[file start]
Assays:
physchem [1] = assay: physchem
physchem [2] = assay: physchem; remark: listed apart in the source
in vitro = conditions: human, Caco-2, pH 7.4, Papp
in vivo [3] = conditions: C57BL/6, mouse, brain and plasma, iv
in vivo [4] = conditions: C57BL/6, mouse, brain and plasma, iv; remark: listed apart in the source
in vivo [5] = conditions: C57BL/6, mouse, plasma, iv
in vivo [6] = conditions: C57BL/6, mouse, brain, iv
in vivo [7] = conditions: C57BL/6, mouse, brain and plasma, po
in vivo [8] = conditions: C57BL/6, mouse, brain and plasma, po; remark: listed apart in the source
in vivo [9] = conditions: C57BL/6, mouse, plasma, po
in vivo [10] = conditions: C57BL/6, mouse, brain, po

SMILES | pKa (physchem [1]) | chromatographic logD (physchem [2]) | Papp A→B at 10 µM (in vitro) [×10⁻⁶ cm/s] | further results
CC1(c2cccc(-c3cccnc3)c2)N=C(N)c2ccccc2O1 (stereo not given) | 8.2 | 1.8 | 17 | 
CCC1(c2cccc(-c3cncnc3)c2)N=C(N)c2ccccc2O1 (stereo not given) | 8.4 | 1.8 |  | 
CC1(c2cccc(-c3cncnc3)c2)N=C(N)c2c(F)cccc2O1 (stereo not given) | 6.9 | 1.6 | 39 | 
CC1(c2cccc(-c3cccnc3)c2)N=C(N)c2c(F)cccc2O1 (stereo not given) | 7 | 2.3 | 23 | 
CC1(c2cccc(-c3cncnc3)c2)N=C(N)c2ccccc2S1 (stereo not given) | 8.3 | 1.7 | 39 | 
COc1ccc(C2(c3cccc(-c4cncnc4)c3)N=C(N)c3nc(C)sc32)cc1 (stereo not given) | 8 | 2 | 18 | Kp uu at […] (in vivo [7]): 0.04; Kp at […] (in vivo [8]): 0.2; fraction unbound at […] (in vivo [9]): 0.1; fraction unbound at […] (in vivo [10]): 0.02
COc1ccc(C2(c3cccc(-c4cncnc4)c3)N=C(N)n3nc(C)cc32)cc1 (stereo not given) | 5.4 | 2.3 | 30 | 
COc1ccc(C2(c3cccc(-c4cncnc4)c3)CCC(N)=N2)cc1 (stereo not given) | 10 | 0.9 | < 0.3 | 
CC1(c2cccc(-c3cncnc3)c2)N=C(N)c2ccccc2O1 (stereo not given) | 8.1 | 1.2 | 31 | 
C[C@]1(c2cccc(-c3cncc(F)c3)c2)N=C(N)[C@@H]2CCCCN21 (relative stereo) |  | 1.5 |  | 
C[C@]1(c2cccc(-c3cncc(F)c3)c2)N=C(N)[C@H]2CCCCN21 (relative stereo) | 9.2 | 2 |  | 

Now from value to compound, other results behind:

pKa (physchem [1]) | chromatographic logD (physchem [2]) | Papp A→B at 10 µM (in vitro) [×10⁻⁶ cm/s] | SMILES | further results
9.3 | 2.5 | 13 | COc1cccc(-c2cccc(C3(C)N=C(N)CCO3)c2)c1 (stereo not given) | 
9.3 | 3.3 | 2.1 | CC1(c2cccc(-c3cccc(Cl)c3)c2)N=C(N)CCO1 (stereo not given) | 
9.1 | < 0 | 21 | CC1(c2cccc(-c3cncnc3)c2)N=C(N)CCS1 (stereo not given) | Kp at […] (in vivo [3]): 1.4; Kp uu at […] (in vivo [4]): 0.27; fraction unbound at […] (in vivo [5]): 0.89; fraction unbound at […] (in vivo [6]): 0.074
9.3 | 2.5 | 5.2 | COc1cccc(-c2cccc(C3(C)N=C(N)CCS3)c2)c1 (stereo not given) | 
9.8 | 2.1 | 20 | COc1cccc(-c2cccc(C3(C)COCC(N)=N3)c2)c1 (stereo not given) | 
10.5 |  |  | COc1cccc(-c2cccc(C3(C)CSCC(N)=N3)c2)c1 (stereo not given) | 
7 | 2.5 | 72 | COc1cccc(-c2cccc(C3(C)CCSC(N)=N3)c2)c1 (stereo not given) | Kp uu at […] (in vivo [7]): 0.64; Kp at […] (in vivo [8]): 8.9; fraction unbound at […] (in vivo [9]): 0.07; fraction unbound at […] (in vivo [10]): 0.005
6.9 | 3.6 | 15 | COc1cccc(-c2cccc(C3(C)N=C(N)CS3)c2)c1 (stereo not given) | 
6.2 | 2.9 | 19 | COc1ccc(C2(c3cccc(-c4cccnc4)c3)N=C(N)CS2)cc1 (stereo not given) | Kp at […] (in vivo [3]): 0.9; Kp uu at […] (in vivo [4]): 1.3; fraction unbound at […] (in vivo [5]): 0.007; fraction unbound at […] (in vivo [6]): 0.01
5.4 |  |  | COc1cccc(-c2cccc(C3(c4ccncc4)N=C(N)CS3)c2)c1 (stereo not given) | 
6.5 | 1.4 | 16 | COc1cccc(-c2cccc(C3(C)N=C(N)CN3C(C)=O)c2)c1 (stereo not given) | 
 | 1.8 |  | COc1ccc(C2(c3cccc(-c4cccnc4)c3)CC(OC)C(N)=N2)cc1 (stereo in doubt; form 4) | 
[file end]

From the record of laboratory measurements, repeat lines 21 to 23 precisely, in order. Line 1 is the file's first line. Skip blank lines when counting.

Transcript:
COc1ccc(C2(c3cccc(-c4cncnc4)c3)CCC(N)=N2)cc1 (stereo not given) | 10 | 0.9 | < 0.3 | 
CC1(c2cccc(-c3cncnc3)c2)N=C(N)c2ccccc2O1 (stereo not given) | 8.1 | 1.2 | 31 | 
C[C@]1(c2cccc(-c3cncc(F)c3)c2)N=C(N)[C@@H]2CCCCN21 (relative stereo) |  | 1.5 |  | 